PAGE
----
Featured photo of the 65-year-old Minneapolis woman involved, shared with the Cass County Sheriff’s Office
A woman was treated and released at a Brainerd hospital after an encounter with a black bear Friday morning.
According to the DNR, the woman was staying at a cabin in Nisswa’s Gull Lake area when she let her dog out shortly after midnight.
She went out to check on the dog when the bear swiped at her, striking her in several places.
The woman’s injuries were serious but not life-threatening. DNR Wildlife officials believe the bear may have been startled by the dog and then the person, as there had been no prior complaints of bear activity.
The Cass County Sheriff’s Office assisted with the incident, and DNR conservation officers are monitoring the area for bears that may threaten public safety.
Cass County Sheriff Tom Burch added that the woman’s family heard the commotion and ran out to scare off the bear.
The bear reportedly knocked her to the ground, striking across her chest and arms.
Black bears are rarely aggressive; this is the tenth bear attack since 1987 involving serious injuries that the DNR has documented.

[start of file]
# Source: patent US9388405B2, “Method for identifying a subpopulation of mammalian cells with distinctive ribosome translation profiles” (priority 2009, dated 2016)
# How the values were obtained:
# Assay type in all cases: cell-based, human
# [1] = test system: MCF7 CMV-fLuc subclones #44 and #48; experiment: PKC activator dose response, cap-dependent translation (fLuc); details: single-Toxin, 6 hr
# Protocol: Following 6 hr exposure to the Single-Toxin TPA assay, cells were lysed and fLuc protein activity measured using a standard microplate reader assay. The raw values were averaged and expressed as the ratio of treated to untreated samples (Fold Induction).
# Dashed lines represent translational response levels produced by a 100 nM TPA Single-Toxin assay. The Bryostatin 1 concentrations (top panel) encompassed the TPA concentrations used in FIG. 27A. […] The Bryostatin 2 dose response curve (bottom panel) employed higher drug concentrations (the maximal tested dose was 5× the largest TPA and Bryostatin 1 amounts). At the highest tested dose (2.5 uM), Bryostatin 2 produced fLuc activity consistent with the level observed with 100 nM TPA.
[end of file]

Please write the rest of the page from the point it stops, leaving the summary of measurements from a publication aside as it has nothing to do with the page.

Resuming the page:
The Cass County Sheriff’s Office and Minnesota Department of Natural Resources offer the following safety information when encountering black bears.
• Watch from a safe distance or from inside to assess why it is there (for example, is there a food source like birdseed attracting it?).
• Wait and see if the bear leaves on its own. If the bear does not leave on its own but approaches (e.g., comes up on the deck or puts its paws on windows or doors), it’s time to try to scare it away: boldly shout, bang pots, slam doors, or throw something.
• If you have bear spray, remove the safety, and be ready to use it if the bear approaches you.
Sometimes bears exhibit a quick burst of aggression to defend against a perceived threat. The closer you are to the bear when it becomes aware of your presence, the more likely it is to exhibit defensive behavior. This behavior is intended to intimidate and scare away the threat. It may pop its jaws, swat at the ground while blowing or snorting, and it may even bluff charge toward you. The bear is communicating to you that you are too close and it wants you to leave. This is not the time to argue with the bear.
• Try to appear non-threatening.
• Speak to the bear in a calm tone and slowly back away. Do not run.
• If you have bear spray, remove the safety, and point it toward the bear. Starting with a quick spray is OK, as that will not make the bear aggressive.
• If the bear retreats, leave the area immediately.
• Bear spray containing capsaicin (hot pepper liquid) is a good option to change the behavior of bold bears. It also gives you peace of mind and can prevent a bear from attacking. It is available at most outdoor stores or online sporting goods retailers.